Sunday, August 19, 2012
Review: A Brief History of Montmaray by Michelle Cooper
A Brief History of Montmaray (The Montmaray Journals #1)
By: Michelle Cooper
Publisher: Knopf Books for Young Readers
About the book:
“There’s a fine line between gossip and history, when one is talking about kings.”
Sophie Fitzosborne lives in a crumbling castle in the tiny island kingdom of Montmaray with her eccentric and impoverished royal family. When she receives a journal for her sixteenth birthday, Sophie decides to chronicle day-to-day life on the island. But this is 1936, and the news that trickles in from the mainland reveals a world on the brink of war. The politics of Europe seem far away from their remote island—until two German officers land a boat on Montmaray. And then suddenly politics become very personal indeed.
A Brief History of Montmaray is a heart-stopping tale of loyalty, love, and loss, and of fighting to hold on to home when the world is exploding all around you.
On a small island in the Bay of Biscay, between France and Spain, lies the Kingdom of Montmaray, home of Sophia FitzOsborne, her tomboy sister Henry, and older cousin Veronica. They, along with Veronica's mad father the king and Sophia's brother Toby, are the last members of a once-illustrious and colorful royal family dating back to the 11th century. But despite their titles and and wealth of familial history, the FitzOsbornes are nearly bankrupt, clinging to the crumbling family home with the aid of only a handful of loyal subjects. In many respects they are an isolated time capsule, a proud relic of happier and more plentiful times. In the fall of 1936 Sophia receives a journal for her sixteenth birthday and resolves to document her life -- the hopes, dreams, and everyday occurrences that make up her day to day life. She has no ambition of crafting an authoritative family history of the type Veronica works endlessly to compile -- but Sophia's scribblings are poised to become a critical record of a world on the brink of implosion. Montmaray may be small, but world events are destined to intrude on its shores, realigning Sophia's priorities and changing the course of her life forever. With the Spanish Civil War on one side and the heavy march of German Fascism on the other, Sophia is set to become the unlikely chronicler of a world on the cusp of war.
Sophia is an utterly beguiling narrator, her chronicle of life in her crumbling family home full of wry humor and razor-sharp, disarmingly honest observations. The first half of her journal has an almost fairy tale-like quality to it -- the closest literary equivalent that comes to mind is E. Nesbit's Five Children and It. Similar to Nesbit's classic, there's a quality almost akin to magical realism saturating the FitzOsbornes' lives -- two teenage girls, raising a ten-year-old, eking out a living on their wave-battered island because of the precedent of their royal lineage. But Sophia isn't content with tradition and dreams of life off Montmaray, of experiencing the "season" in London and falling in love. But as world events begin to intrude on the simple rhythms of their lives, Sophia begins to see herself as a chronicler of something more, her writing infused with fresh purpose as she records conflict first landing on Montmaray's shores.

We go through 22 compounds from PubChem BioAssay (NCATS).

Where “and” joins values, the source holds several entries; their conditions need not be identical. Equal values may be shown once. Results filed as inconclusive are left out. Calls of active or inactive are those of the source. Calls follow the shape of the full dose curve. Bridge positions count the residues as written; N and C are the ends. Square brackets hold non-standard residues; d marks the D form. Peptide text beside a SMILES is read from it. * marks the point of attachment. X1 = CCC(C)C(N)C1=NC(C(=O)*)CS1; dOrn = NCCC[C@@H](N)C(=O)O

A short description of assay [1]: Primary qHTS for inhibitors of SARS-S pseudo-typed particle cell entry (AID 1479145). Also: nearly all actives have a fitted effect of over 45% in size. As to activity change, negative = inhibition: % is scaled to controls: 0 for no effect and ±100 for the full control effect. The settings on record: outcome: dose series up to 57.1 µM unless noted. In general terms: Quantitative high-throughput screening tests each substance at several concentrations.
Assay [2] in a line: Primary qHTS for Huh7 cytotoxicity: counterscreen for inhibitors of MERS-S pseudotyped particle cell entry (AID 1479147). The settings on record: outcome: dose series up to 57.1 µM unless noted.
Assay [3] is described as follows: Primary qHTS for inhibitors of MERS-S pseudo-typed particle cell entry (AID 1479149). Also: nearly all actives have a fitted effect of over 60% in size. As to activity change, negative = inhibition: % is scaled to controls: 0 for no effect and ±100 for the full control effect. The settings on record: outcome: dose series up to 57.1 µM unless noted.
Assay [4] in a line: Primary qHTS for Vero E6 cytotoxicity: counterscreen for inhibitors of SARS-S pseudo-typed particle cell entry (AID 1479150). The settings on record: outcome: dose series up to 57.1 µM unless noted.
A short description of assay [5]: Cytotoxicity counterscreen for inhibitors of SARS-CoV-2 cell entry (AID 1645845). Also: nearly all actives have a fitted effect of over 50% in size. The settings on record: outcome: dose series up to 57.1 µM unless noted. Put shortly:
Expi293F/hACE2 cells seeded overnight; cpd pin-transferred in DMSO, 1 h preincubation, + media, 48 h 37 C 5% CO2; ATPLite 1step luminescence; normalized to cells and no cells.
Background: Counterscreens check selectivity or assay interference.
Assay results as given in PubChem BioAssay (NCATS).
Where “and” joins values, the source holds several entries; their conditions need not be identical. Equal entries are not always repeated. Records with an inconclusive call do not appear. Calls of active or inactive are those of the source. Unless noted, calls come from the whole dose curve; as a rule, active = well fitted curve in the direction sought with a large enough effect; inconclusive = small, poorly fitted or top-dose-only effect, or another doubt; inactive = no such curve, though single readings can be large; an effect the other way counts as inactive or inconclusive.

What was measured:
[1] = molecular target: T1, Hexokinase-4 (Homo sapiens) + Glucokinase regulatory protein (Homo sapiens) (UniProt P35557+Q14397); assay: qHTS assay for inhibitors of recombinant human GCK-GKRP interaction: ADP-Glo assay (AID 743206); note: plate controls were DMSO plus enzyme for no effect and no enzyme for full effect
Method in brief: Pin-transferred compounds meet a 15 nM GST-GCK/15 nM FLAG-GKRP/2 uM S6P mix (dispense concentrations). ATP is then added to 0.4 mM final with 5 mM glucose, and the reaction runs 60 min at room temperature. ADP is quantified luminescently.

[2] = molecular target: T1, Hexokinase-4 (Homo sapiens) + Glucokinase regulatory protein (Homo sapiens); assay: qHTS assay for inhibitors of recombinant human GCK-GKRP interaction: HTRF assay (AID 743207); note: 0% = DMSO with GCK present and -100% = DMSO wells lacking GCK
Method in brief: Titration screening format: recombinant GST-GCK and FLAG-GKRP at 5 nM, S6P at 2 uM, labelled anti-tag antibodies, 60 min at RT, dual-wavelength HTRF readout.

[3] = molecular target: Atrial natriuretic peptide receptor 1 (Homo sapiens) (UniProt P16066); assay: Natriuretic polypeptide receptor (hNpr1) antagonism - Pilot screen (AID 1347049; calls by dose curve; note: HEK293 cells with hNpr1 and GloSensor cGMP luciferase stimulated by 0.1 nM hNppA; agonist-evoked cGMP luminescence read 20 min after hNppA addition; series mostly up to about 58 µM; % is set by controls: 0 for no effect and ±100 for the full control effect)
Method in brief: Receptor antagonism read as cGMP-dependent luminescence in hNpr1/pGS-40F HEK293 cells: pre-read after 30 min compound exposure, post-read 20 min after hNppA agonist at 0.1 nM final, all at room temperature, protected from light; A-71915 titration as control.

Cooper's world-building is superb -- for a fictional kingdom and family, she's given the FitzOsbornes a gloriously realized, thorough history. Coupled with her deft characterizations and sure plotting, readers may find themselves forgetting that Sophia's journal is a work of fiction rather than autobiography. *wink* Cooper pairs her rich, descriptive world-building with a wealth of real-life history that sets this novel apart. A Brief History of Montmaray is an unexpectedly rich, meaty historical -- from the fictional FitzOsborne family history that bore witness to the Battle of Hastings, Elizabeth I and the Spanish Armada, and the horrors of trench warfare in the Great War, to the inflammatory political ideals alternately capturing and horrifying the imaginations of the world in the 1930s. Similarly to the recent re-boot of Upstairs Downstairs, through the eyes of Sophia and her family Cooper allows readers a window into the past as Toby meets Ambassador von Ribbentrop, Veronica debates fascism and socialism with the housekeeper's son, Simon, and the FitzOsbornes are shocked when Edward VIII abdicated to marry the twice-divorced Wallis Simpson.
Sophia's first journal is a lovely, absorbing read that deftly navigates the pivot from coming-of-age novel to high suspense with uncanny aplomb. This is a rare treat for readers of all persuasions, but an absolute gift for those passionate about this interwar time period and its affect on those living in such tumultuous times. A Brief History of Montmaray is an utterly captivating reading experience, a unique and memorable, thought-provoking blend of fact and fiction that entertains even as it inspires further reading and research. A marvelous introduction to Sophia and her world!